Drummer Dave Golding played on the sessions for New World: “At the time it we didn’t know what he was trying to achieve. He wasn’t talking about space when we recorded some of those tracks. He was going on about lighthouses and lights across the sea, which makes some sense when you hear the record and forget about the titles”. Dave recalls the sessions as fraught late night affairs, either at the flat or Lansdowne with Joe attaching knives and forks to his bass drum pedal and insisting he played his drums with pennies spread across the skins. On hearing this record 40 years later you can only comment that Joe is the other lost Aphex Twin, born an age before his time. Charles Ward, whose Thunderbolts record ‘Lost Planet’ is another example of Meek’s outer space obsession, believes Joe was really a child of the times.
“Destination Moon was the film of the ‘50s. In Hollywood they were throwing dustbins up in the air at night and filming them as UFOs. There was plenty of that stuff around, and Joe was listening to as much of it as anyone else”. Now feted by electronic cultists like Orbital and Andrew Weatherall, ‘I Hear A New World’s genius is tempered by comic tunes and further warped by Meek’s twisted sense of pop. Aside from the heavily layered effects, these made up the bulk of the record’s musical substance. The sleeve notes, apparently written by Meek, show a man innocently obsessed with aliens, The Space Race, and Sputnik flights into the beyond. Joe dribbles on about the ‘Dribcots Space Boat’. “Owned and built by the Dribcots, it is shaped like an egg,” he informs us with barely contained enthusiasm. ‘The Entry Of The Globbots’ is “the sound of, happy jolly little beings. As they parade before us you can almost see their cheeky blue faces.”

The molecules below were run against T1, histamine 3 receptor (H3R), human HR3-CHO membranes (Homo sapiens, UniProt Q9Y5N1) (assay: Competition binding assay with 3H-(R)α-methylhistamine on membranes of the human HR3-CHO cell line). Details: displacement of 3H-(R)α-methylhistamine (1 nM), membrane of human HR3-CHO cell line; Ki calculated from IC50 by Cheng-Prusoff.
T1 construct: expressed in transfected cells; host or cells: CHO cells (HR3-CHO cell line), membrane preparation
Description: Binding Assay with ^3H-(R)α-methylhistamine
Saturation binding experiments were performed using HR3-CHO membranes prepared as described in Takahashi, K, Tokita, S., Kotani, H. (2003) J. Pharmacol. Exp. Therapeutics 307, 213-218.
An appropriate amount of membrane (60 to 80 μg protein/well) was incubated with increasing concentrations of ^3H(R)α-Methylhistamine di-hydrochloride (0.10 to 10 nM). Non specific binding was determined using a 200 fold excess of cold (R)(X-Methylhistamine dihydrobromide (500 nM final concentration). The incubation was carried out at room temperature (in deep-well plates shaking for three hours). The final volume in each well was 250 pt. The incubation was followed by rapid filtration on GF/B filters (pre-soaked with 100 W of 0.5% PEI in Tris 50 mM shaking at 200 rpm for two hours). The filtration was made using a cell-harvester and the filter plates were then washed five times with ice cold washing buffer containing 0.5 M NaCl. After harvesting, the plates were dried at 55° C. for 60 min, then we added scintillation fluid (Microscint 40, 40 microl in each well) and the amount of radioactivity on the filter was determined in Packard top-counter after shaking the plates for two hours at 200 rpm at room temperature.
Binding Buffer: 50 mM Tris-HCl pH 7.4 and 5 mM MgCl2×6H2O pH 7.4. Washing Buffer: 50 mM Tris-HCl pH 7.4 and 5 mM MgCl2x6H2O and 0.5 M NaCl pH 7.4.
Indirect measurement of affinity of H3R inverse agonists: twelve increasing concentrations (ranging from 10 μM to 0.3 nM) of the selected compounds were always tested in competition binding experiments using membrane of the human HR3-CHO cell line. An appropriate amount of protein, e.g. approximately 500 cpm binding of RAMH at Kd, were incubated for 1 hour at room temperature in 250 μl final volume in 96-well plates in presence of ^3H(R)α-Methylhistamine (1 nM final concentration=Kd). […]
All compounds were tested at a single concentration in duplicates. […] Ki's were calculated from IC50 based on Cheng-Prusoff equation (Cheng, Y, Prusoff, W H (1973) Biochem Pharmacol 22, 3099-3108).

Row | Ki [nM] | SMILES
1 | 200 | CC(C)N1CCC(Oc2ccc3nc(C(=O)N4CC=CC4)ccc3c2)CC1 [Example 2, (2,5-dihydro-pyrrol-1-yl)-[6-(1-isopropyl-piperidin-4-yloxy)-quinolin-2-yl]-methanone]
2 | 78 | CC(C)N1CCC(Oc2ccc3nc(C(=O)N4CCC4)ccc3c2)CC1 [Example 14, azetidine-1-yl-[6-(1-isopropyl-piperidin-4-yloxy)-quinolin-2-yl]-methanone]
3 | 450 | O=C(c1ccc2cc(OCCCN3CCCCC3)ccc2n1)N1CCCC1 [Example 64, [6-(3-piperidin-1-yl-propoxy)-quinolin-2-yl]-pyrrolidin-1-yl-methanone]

It’s believed that only 100 of the records were originally pressed. There wasn’t much call for fledgling electronica in 1960. With I Hear A New World Joe had revealed the template for his way of thinking, a personal Space Race. This was his particular way of hearing things, with all his secret sounds out on display. It was statement of intent, often underlined in the next seven years.
“Looking back at it now, it’s clear that Joe did have a plan for the record”, says Dave Golding. “It was only when ‘Telstar’ came out three years later that it all began to make sense to me.”
Joe Meek would have a hand in creating some of the biggest hits of the time – and worked with well known artists such as Lonnie Donegan, Petula Clark, Shirley Bassey, Gene Vincent, Frankie Vaughan, Acker Bilk, Anne Shelton and Tom Jones.